Please introduce yourself and your career as a fashion illustrator.
My name is Mengjie Di. I am a fashion design educator and freelance illustrator. To briefly introduce my background, I received my M.F.A in Fashion Design from Savannah College of Art and Design in 2011. I currently work full-time in SCAD’s School of Fashion. In addition to teaching, I collaborate with numerous companies and designers such as WGSN, Paris trend companies Promostyl and Actustyl, Nelly Rodi trendlab, London high street fashion brand- River Island, New York designer Angel Sanchez, and global high fashion online store, Farfetch. My work has been published online and in books such as The Greater Book of Fashion Illustration by Martin Dawber in UK, Basic Fashion Design 07: Menswear, Fashion Design—The Complete Guide by John Hopkins in UK, and FIGURINES de MODA – Tecnicas y Estilos by Anna Maria Lopez Lopez in Spain. In 2014, I was invited to participate in BFIT “The Future of Now” International Youth Design Exhibition at Beijing, China.
You onced described the process of developing an illustration for global trend agency, WGSN. It was interesting to hear how a fashion illustration from a trend agency is a collaborative effort. Could you explain that process again?
I am very grateful to have the opportunity to work for many great global trend agencies such as WGSN, Promostyl, Actustyl, Nelly Rodi and I just signed a new contract with Peclers in Paris. My role encompasses just a small portion of the trend agency’s project but it requires a lot of planning and I thoroughly enjoy the work. On occasion I will be asked to illustrate various themes in a tight timeline. Since I have a full time job, proper time management is crucial. I must deliver the project on the deadline in order for the graphic designers and other team members to put the project together. I work closely with the designers. They send me detailed design briefs including silhouettes, accessories, hairstyles, and makeup. This helps to better portray their ideas and what look they are expecting in the illustrations. From there, I submit white and black sketches for approval. Once first draft is approved, I will receive color direction. I will then render the colors in Photoshop. When managing multiple projects at same time, I employ the work of my color assistant, Natalie Suraze who is a former student of mine from SCAD. In the end it is always exciting to see a project come to fruition.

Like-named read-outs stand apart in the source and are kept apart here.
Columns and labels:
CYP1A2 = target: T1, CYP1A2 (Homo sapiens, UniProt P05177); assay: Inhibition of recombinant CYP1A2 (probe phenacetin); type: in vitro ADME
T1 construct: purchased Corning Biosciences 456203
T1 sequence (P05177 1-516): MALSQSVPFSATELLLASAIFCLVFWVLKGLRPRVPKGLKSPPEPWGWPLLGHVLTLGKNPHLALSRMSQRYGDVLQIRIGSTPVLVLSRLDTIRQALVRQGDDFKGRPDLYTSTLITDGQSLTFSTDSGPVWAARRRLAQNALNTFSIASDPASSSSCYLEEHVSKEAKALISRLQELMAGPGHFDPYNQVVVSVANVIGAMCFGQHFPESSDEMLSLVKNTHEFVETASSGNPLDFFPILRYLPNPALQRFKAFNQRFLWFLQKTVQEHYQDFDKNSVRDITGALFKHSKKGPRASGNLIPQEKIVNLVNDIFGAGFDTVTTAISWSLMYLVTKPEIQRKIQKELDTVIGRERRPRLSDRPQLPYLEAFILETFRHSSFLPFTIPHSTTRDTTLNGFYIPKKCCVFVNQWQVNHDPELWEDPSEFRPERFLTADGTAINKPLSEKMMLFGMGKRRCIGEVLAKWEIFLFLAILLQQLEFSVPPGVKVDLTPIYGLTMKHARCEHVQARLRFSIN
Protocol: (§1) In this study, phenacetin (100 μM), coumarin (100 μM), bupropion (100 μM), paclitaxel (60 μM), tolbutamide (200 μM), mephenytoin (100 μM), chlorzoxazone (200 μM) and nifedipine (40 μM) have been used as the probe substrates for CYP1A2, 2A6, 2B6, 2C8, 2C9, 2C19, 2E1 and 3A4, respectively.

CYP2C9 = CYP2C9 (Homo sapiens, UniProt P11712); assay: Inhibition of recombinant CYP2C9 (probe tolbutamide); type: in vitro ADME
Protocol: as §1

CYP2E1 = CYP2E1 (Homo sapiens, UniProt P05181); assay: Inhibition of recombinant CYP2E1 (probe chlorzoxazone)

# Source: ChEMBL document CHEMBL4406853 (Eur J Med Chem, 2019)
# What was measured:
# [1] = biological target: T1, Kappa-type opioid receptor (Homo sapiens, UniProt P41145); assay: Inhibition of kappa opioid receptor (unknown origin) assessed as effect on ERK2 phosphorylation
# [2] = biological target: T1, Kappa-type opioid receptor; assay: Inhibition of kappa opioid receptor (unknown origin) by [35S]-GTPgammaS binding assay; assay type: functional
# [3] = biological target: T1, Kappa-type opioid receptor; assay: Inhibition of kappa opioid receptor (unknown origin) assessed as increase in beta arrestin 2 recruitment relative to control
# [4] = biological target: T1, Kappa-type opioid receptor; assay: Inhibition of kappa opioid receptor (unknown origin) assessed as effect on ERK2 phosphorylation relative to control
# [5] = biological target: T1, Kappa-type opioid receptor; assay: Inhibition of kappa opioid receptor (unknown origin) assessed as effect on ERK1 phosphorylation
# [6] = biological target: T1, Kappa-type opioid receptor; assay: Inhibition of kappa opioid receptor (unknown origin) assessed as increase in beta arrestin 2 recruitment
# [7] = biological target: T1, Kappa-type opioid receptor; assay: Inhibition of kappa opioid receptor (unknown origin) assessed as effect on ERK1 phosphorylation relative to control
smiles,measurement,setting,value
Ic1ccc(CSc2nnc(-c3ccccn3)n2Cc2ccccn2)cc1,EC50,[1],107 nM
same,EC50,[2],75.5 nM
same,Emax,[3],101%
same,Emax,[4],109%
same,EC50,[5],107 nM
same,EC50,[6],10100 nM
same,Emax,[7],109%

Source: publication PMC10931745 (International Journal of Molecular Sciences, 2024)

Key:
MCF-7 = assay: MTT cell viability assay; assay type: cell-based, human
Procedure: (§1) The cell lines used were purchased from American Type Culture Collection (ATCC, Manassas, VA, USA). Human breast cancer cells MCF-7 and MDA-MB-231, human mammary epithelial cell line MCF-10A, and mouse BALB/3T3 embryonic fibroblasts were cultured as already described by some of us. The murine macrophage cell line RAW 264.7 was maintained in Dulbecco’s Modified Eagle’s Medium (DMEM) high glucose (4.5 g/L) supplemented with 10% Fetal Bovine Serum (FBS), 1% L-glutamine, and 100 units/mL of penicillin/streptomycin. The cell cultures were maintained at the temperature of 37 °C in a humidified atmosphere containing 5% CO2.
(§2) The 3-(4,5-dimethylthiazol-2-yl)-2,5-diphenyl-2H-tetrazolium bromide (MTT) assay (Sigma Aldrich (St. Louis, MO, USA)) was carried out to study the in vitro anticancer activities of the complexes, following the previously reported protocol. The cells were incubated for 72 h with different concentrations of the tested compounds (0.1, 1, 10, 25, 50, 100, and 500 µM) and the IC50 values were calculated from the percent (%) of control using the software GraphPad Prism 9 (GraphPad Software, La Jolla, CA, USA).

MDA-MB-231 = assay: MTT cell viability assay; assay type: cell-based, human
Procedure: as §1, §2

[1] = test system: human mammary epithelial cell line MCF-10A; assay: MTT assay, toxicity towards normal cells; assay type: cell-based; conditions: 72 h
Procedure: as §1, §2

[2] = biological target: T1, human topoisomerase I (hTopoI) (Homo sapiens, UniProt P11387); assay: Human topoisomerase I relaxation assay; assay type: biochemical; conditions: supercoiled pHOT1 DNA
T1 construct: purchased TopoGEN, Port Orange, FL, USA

Your style maintains and shows off your trained hand in digital mediums. Was that a natural and comfortable transition?
It was not an easy transition. In fact, I am still trying different techniques and testing multiple things in digital medium. There are many things I am curious to discover through digital medium and my ultimate goal is to achieve more hand quality result. I still do a lot of drawings by hand for class demonstrations or creating art work for clients.
You are also a menswear fashion designer, correct? Do you find your knowledge of construction to benefit your rendering of fashion and garments?
My design and construction background make rendering much easier at gives me a better understanding of a client’s needs. Knowing garment proportions and silhouettes is important as a fashion illustrator. It can be more challenging drawing a full body figure compared to faces because it requires knowledge of anatomy and understanding how fabrics change when the body moves. There are many illustrators who can draw beautiful faces and heads. But fewer can draw great full body illustrations. That is one of the reasons why I admire Antonio Lopez and George Stavrinos. I feel inspired every time I view their works.
What is your advice to young aspiring fashion illustrator?
My advice to a young fashion illustrator is that talent is only one percent of the whole picture; persistence and diligence give you the advantage. It takes commitment and practice to get to the level you desire. The effort and hard work you put in will eventually be recognized by the world. If being a fashion illustrator is your dream, you should never give up.
How would you like to see fashion illustration celebrated for its future in the industry? Could fashion do more to utilize this role?
The fashion industry is rapidly adapting technology into its practice. I am sure it will open many doors for future designers and illustrators. Some companies still use traditional illustration presentation methods to showcase designs but fashion illustration animation is a growing trend. In future, we will see more multi-disciplinary approaches to the industry. I am very excited and eager to explore the endless opportunities in the field.